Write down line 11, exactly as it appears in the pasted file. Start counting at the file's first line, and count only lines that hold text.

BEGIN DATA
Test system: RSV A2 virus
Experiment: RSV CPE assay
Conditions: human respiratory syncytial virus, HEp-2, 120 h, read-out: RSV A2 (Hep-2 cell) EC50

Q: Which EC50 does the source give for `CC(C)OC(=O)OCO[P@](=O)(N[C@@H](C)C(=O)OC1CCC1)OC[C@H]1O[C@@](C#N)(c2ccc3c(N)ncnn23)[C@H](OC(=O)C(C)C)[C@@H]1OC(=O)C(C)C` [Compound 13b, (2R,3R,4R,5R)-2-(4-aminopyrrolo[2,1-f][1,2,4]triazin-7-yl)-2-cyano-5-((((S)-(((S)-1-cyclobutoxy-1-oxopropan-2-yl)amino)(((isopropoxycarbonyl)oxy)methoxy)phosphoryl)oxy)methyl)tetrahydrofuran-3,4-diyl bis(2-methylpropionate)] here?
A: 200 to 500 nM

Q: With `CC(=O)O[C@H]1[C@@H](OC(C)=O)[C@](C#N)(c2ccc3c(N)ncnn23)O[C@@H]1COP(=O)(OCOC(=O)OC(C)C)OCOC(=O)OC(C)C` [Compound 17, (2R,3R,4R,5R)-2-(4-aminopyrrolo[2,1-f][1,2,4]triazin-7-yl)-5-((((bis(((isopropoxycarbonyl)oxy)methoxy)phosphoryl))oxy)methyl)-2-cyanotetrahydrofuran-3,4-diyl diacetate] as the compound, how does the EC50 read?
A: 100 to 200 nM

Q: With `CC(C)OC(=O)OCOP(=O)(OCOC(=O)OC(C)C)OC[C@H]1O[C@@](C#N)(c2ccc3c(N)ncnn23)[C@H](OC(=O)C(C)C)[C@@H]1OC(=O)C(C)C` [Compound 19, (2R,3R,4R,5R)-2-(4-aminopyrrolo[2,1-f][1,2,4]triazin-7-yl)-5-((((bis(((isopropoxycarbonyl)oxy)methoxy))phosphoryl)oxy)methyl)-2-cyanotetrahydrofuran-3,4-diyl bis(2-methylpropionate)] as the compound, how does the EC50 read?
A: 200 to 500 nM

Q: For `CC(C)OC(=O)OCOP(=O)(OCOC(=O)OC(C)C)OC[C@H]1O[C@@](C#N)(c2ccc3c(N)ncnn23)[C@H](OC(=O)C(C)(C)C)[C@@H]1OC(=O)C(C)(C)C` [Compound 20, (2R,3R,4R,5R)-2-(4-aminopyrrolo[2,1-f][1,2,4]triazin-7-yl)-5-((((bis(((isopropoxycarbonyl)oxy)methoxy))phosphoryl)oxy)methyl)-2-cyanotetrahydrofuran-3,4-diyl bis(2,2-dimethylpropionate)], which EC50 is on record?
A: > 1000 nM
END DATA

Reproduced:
A: > 1000 nM